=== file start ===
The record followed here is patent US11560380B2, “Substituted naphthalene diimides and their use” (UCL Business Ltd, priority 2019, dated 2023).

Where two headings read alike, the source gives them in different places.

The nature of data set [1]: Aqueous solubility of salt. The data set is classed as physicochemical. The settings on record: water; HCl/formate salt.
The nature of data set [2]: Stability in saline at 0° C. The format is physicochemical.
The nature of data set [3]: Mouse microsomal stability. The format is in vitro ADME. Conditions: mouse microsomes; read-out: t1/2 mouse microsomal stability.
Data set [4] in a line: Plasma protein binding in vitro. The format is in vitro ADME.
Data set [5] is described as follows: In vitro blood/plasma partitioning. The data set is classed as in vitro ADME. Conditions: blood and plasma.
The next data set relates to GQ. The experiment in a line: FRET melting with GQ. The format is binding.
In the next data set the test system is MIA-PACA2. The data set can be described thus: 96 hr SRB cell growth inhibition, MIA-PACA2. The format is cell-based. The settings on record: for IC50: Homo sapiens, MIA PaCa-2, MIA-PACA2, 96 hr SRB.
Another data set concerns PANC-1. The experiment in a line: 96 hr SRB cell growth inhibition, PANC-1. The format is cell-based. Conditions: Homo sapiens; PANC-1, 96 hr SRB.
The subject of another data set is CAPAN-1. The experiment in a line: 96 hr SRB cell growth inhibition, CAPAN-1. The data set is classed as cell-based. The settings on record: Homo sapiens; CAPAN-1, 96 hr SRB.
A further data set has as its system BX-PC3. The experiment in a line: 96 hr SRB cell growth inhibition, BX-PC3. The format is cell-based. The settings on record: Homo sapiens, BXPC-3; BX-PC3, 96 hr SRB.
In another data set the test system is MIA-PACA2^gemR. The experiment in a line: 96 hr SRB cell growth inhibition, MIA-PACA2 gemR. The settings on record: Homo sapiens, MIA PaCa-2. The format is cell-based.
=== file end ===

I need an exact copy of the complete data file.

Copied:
The record followed here is patent US11560380B2, “Substituted naphthalene diimides and their use” (UCL Business Ltd, priority 2019, dated 2023).

Where two headings read alike, the source gives them in different places.

The nature of data set [1]: Aqueous solubility of salt. The data set is classed as physicochemical. The settings on record: water; HCl/formate salt.
The nature of data set [2]: Stability in saline at 0° C. The format is physicochemical.
The nature of data set [3]: Mouse microsomal stability. The format is in vitro ADME. Conditions: mouse microsomes; read-out: t1/2 mouse microsomal stability.
Data set [4] in a line: Plasma protein binding in vitro. The format is in vitro ADME.
Data set [5] is described as follows: In vitro blood/plasma partitioning. The data set is classed as in vitro ADME. Conditions: blood and plasma.
The next data set relates to GQ. The experiment in a line: FRET melting with GQ. The format is binding.
In the next data set the test system is MIA-PACA2. The data set can be described thus: 96 hr SRB cell growth inhibition, MIA-PACA2. The format is cell-based. The settings on record: for IC50: Homo sapiens, MIA PaCa-2, MIA-PACA2, 96 hr SRB.
Another data set concerns PANC-1. The experiment in a line: 96 hr SRB cell growth inhibition, PANC-1. The format is cell-based. Conditions: Homo sapiens; PANC-1, 96 hr SRB.
The subject of another data set is CAPAN-1. The experiment in a line: 96 hr SRB cell growth inhibition, CAPAN-1. The data set is classed as cell-based. The settings on record: Homo sapiens; CAPAN-1, 96 hr SRB.
A further data set has as its system BX-PC3. The experiment in a line: 96 hr SRB cell growth inhibition, BX-PC3. The format is cell-based. The settings on record: Homo sapiens, BXPC-3; BX-PC3, 96 hr SRB.
In another data set the test system is MIA-PACA2^gemR. The experiment in a line: 96 hr SRB cell growth inhibition, MIA-PACA2 gemR. The settings on record: Homo sapiens, MIA PaCa-2. The format is cell-based.